22. Centers for Disease Control and Prevention (CDC). Definitions of Symptoms for Reportable Illnesses. 2020.

    Google Scholar 

  23. Protsiv M, Ley C, Lankester J, Hastie T, Parsonnet J. Decreasing human body temperature in the United States since the industrial revolution. eLife. 2020;9.

  24. Harding C, Pompei F, Bordonaro SF, McGillicuddy DC, Burmistrov D, Sanchez LD. Fever incidence is much lower in the morning than the evening: Boston and US National Triage Data. West J Emerg Med. 2020;21(4):909–17.

    Article  PubMed  PubMed Central  Google Scholar 

  25. Harding C, Pompei F, Bordonaro SF, McGillicuddy DC, Burmistrov D, Sanchez LD. The daily, weekly, and seasonal cycles of body temperature analyzed at large scale. Chronobiol Int. 2019;36(12):1646–57.

    Article  CAS  PubMed  Google Scholar 

  26. Sund-Levander M, Grodzinsky E, Loyd D, Wahren LK. Errors in body temperature assessment related to individual variation, measuring technique and equipment. Int J Nurs Pract. 2004;10(5):216–23.

    Article  PubMed  Google Scholar 

  27. Obermeyer Z, Samra JK, Mullainathan S. Individual differences in normal body temperature: longitudinal big data analysis of patient records. BMJ. 2017;359:j5468.

    Article  PubMed  PubMed Central  Google Scholar 

  28. Hu JC. The Dawn of the COVID self-attestation. Slate. 2020.

  29. von Elm E, Altman DG, Egger M, Pocock SJ, Gøtzsche PC, Vandenbroucke JP. The strengthening the reporting of observational studies in epidemiology (STROBE) statement: guidelines for reporting observational studies. Epidemiology. 2007;18(6):800–4.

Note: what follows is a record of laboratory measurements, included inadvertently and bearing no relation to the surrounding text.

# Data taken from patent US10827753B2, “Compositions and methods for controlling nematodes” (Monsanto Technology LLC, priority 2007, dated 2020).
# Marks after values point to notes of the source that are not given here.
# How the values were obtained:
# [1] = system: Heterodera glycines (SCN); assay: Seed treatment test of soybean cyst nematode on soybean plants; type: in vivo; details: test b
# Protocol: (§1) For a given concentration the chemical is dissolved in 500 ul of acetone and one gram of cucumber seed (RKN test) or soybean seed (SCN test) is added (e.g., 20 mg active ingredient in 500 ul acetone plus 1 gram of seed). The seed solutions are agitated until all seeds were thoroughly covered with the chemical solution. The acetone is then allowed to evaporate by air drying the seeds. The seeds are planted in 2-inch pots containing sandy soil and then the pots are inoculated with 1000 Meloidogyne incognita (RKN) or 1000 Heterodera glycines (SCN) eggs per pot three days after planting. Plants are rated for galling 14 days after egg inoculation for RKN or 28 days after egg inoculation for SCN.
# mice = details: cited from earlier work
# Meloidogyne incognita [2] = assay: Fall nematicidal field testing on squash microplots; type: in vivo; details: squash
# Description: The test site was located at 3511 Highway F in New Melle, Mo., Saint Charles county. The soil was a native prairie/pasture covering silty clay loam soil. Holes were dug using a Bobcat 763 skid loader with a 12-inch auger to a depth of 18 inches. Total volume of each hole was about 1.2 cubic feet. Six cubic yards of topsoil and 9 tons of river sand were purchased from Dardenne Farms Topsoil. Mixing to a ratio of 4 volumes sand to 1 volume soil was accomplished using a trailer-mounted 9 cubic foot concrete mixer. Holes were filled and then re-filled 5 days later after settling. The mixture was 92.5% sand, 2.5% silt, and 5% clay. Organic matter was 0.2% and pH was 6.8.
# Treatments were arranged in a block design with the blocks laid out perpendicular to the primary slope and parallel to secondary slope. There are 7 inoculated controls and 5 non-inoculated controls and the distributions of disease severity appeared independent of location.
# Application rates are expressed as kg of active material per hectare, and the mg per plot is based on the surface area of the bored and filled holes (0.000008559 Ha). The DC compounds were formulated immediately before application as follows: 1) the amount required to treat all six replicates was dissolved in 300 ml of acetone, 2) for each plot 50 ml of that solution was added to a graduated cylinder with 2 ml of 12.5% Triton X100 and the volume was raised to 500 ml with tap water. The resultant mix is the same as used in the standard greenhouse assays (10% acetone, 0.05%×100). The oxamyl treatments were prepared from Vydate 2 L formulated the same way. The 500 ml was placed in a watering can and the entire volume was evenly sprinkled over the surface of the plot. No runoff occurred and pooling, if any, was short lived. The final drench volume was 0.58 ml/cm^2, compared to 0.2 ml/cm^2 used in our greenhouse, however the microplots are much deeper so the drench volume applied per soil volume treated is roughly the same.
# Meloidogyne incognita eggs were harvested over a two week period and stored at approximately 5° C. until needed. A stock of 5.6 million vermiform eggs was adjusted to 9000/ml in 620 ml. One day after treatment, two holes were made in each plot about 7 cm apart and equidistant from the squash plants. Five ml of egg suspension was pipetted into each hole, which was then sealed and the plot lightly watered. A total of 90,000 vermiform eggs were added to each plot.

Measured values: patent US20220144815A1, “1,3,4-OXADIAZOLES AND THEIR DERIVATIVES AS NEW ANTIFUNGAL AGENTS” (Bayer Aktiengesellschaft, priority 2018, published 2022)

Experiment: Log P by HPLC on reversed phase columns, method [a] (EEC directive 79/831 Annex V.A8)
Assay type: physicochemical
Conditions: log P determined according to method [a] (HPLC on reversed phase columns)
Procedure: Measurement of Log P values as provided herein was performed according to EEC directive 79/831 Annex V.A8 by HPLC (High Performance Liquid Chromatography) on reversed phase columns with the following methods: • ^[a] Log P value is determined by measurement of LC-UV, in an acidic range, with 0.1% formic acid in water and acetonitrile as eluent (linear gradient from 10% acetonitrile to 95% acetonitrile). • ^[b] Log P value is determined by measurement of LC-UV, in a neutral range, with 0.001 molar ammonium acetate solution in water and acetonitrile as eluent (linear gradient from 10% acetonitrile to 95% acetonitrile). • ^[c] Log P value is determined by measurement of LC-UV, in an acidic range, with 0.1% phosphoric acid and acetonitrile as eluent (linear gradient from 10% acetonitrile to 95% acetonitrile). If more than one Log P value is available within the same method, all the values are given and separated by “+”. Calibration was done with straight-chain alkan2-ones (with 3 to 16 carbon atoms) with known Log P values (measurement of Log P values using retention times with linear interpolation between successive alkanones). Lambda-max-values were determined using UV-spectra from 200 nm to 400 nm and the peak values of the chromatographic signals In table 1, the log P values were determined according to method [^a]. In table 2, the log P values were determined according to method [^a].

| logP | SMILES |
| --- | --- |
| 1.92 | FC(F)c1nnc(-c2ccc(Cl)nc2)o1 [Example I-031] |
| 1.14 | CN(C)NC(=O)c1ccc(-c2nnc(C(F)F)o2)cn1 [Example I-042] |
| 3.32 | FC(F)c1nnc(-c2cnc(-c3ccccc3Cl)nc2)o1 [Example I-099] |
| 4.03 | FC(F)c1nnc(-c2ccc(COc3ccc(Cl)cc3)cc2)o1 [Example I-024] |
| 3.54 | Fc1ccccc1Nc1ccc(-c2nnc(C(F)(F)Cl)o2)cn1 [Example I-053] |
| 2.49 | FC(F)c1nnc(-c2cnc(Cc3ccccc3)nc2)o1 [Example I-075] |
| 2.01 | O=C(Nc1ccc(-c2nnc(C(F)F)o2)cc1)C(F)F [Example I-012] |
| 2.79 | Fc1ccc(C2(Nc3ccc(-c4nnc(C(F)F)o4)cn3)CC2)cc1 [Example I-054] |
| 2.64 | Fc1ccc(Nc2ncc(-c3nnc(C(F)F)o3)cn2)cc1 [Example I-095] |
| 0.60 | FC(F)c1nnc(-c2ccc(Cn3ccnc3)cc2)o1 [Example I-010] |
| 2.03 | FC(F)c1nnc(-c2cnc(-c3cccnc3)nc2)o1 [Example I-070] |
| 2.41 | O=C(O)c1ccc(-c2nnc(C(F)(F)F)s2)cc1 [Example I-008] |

Article  Google Scholar 

  30. Harris PA, Taylor R, Thielke R, Payne J, Gonzalez N, Conde JG. Research electronic data capture (REDCap)--a metadata-driven methodology and workflow process for providing translational research informatics support. J Biomed Inform. 2009;42(2):377–81.

    Article  PubMed  Google Scholar 

  31. Harris PA, Taylor R, Minor BL, Elliott V, Fernandez M, O'Neal L, et al. The REDCap consortium: Building an international community of software platform partners. J Biomed Inform. 2019;95:103208.

    Article  PubMed  PubMed Central  Google Scholar 

  32. Gardner B. A review and analysis of the use of ‘habit’ in understanding, predicting and influencing health-related behaviour. Health Psychol Rev. 2015;9(3):277–95.

    Article  PubMed  Google Scholar 

  33. Mantzari E, Vogt F, Shemilt I, Wei Y, Higgins JP, Marteau TM. Personal financial incentives for changing habitual health-related behaviors: a systematic review and meta-analysis. Prev Med. 2015;75:75–85.

    Article  PubMed  PubMed Central  Google Scholar 

  34. Amen AM, Barry KW, Boyle JM, et al. Blueprint for a pop-up SARS-CoV-2 testing lab. Nat Biotechnol. 2020;38(7):791–7.

    Article  CAS  Google Scholar 

  35. Clopper CJ, Pearson ES. The use of confidence of fiducial limits illustrate in the case of the binomial. Biometrika. 1934;26(4):404–13.

    Article  Google Scholar 

  36. Mercaldo ND, Lau KF, Zhou XH. Confidence intervals for predictive values with an emphasis to case-control studies. Stat Med. 2007;26(10):2170–83.

    Article  PubMed  Google Scholar 

  37. Schaarschmidt F. bdpv: Inference and Design for Predictive Values in Diagnostic Tests. The Comprehensive R Archive Network (CRAN); 2019.

    Google Scholar 

  38. Mitra B, Luckhoff C, Mitchell RD, O'Reilly GM, Smit V, Cameron PA. Temperature screening has negligible value for control of COVID-19. Emerg Med Australasia. 2020;32(5):867–9.

    Article  Google Scholar 

  39. Geneva CB II, Fazili T, Javaid W. Normal Body Temperature: A Systematic Review. Open Forum Infect Dis. 2019;6(4):ofz032.

    Article  PubMed  PubMed Central  Google Scholar 

  40. Stephenson LA, Kolka MA. Esophageal temperature threshold for sweating decreases before ovulation in premenopausal women. J Appl Physiol (1985). 1999;86(1):22–8.

    Article  CAS  Google Scholar 

  41. Schneier B. Beyond fear: thinking sensibly about security in an uncertain world. New York: Springer; 2006.

    Google Scholar